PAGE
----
Suburban blandness claims another victim

April 09, 2000|By MICHAEL OLESKER

IN RANDALLSTOWN, the Old World yieldeth, giving way to a new chain drugstore. In downtown Baltimore, the Lexington Market, 218 years old, awaits $3 million in renovations. There is the difference between suburbia and the city: one wipes out a history in the making, while the other attempts to hold onto the things that make it unique.

In Randallstown, the Old World Deli and Bakery on Liberty Road prepares to shut its doors. You want Old World, you got it here: Ukrainian kielbasa, Russian sturgeon, ham from Prague, German sauerkraut, Baltic rye bread, Hungarian sausage, sweet white cherries from Poland, Russian pelmeni, fruit juices from Belgium, pecans from Greece, and all of it enough to sustain a business for nearly a quarter-century.

But Old World has lost its lease to a future Walgreens drugstore, and its owners have to move out by late summer. And never mind that Walgreens has another store just up the road, at Liberty and Milford Mill, or that Liberty Road in the two miles between the current Walgreens and the coming Walgreens has more than half a dozen other drugstores, plus a glut of the following: strip shopping malls, gas stations, laundromats, burger joints, pizza joints, car washes, psychic advisers, and homogenized chain stores beyond counting.

Have we forgotten? This stretch of northwest Baltimore County was once a quiet, bucolic country lane. Nobody imagined, in the sweeping city exodus to suburbia in the last half of the last century, that it would remain so. But who could have imagined such endless commercialized congestion and uglification?

What the Old World Deli and Bakery offers is its uniqueness -- not only its East European atmosphere but its willingness to adapt. Begun mainly as a German deli, it expanded its menu with the arrival of Russian immigrants.

"We went to New York and got butchers to make recipes closer to the Russian palate," Gary Hein was saying last week. He and his mother, Annie Hein, own the place. The New York connection is the defining gesture: This is not a chain store, big enough to be oblivious to the subtleties of its customers' tastes.

"And now, all you've worked for your entire career, going down the tubes," says Hein.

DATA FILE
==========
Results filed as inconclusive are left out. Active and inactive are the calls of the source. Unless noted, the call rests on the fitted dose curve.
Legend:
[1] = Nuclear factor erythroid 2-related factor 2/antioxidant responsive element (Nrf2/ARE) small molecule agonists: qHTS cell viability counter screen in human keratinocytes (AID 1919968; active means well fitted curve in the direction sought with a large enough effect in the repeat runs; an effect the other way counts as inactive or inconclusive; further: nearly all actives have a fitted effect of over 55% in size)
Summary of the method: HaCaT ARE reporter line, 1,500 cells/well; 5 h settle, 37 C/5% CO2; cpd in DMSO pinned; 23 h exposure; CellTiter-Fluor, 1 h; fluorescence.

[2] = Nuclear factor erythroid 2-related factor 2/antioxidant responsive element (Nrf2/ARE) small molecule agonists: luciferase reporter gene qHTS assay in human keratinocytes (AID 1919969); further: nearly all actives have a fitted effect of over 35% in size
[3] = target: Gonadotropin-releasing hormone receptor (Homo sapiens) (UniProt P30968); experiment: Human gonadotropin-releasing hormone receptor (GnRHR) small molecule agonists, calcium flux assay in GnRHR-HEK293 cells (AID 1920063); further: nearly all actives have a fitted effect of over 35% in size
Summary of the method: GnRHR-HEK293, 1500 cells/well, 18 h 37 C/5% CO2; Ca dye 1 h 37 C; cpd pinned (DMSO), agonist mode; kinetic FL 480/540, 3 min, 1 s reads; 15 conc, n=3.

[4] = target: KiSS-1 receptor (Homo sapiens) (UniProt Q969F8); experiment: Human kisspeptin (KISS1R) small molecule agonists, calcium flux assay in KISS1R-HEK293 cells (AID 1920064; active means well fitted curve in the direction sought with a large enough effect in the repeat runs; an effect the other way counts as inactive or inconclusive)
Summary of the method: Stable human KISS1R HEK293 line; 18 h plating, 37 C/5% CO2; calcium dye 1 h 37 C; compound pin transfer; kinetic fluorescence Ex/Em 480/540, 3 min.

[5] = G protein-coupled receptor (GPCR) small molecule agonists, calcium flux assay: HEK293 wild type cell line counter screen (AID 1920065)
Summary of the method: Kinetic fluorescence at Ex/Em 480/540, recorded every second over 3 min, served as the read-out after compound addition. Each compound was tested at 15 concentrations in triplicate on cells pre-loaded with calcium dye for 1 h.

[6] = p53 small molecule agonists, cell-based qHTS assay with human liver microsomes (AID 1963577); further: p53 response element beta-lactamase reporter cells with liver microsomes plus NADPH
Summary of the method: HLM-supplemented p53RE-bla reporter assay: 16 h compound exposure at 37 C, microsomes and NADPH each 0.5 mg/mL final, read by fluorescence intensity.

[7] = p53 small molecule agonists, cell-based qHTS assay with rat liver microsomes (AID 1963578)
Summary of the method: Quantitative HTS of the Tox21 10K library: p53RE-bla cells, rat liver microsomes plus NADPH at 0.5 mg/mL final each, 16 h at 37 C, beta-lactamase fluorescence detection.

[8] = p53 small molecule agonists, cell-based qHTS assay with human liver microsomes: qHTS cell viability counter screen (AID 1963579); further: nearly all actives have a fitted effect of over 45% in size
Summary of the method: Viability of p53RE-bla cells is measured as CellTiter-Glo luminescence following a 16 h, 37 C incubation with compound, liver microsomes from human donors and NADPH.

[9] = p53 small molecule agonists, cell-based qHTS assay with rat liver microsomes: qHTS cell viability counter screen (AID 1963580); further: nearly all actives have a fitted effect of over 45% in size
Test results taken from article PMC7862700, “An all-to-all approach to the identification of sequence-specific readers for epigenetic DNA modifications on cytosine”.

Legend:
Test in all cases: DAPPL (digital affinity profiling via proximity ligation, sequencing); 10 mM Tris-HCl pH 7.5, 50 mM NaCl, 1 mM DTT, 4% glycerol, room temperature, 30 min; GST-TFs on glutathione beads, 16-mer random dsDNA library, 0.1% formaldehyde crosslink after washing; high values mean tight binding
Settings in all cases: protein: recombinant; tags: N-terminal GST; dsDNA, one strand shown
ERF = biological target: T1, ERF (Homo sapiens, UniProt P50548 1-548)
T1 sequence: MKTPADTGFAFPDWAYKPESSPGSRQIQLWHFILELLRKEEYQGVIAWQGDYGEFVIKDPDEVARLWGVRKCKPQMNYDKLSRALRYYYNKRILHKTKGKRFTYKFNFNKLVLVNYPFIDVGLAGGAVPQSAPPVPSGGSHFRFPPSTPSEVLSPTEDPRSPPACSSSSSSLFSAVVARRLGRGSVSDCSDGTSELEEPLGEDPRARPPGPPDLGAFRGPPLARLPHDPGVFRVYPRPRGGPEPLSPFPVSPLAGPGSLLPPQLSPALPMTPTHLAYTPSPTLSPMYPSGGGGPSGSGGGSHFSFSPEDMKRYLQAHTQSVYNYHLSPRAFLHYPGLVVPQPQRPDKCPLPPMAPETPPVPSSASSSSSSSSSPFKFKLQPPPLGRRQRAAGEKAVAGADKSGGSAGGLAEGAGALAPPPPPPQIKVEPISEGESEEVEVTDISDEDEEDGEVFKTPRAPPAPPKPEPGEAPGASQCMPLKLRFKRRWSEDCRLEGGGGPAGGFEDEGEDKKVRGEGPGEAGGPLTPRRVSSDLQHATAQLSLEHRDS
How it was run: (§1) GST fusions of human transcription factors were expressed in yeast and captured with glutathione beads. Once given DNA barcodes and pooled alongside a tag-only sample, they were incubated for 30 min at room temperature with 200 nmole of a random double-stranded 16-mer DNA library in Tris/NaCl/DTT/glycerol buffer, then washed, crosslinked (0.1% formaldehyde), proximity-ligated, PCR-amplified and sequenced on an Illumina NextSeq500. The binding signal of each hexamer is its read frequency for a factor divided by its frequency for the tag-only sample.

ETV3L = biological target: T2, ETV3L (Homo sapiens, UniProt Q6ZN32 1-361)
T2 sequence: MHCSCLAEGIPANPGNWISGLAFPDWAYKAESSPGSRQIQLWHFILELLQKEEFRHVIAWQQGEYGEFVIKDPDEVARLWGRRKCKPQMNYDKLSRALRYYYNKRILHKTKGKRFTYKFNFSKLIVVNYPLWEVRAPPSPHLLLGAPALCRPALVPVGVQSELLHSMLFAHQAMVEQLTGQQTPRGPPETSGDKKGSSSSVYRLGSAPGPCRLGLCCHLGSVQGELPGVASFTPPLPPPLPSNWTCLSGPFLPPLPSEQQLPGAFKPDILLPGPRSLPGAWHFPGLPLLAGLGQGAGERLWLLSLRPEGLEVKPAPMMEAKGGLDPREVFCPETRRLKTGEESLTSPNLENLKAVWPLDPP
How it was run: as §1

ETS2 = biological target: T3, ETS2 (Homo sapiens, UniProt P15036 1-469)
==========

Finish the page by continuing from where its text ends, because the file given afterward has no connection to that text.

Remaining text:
"I can't even tell you what it feels like," says his mother. "We can't just pack a suitcase and go. We don't even know where we can go."

Because Old World sells food, grocery stores with noncompete clauses can block them from relocating in shopping centers. Because they sell beer and wine, they can't locate near schools or houses of worship. A U.S. post office that sits directly across Liberty Road is about to be moved and thus looks inviting. But the land is owned by the federal government, and any changes could take a few years.

Henry Weisenberg, executive director of the Liberty Road Business Association, is trying to help. He calls Old World one of the area's "prime attractions." But how can he convince Baltimore County officials that uniqueness matters, that this is not only a loss of character but a victory for the bland homogenization that seems characteristic of so much of suburban life?

This brings us to life in the city, and the current efforts to revitalize the west side of downtown Baltimore. Let's not be coy about this: It's been dismal for a couple of decades now, with old businesses shut down and moved to malls, and old buildings fallen into decay and drug traffickers changing much of the area's ambience.

The city is about to lead a $350 million renovation attempt -- which, it was revealed last week, may include about $3 million for the Lexington Market.

That would be nice for tourists, and for locals, who hold onto fond memories of the place but have become too intimidated to get near it in recent years.

For both audiences, the market is crucial. For tourists, such places take them away from the malls, and the chain stores, that they know back home and can find in any suburban setting. There are some things money can't buy, and history is one of them. The market has charms just waiting to be reborn and rediscovered.

But this is also an area surrounded by the University of Maryland professional schools, and lots of young people with spending money. The market should be a meeting place for them, instead of a haunted house that frightens them every time they think they spot a dope deal in progress along its fringes.

And that's the intention behind the proposed $3 million renovation: not just to spruce up the place, but to hold onto its history, and to the things that make a community unique, instead of slipping into bland homogenization, one thing pretty much like any other.

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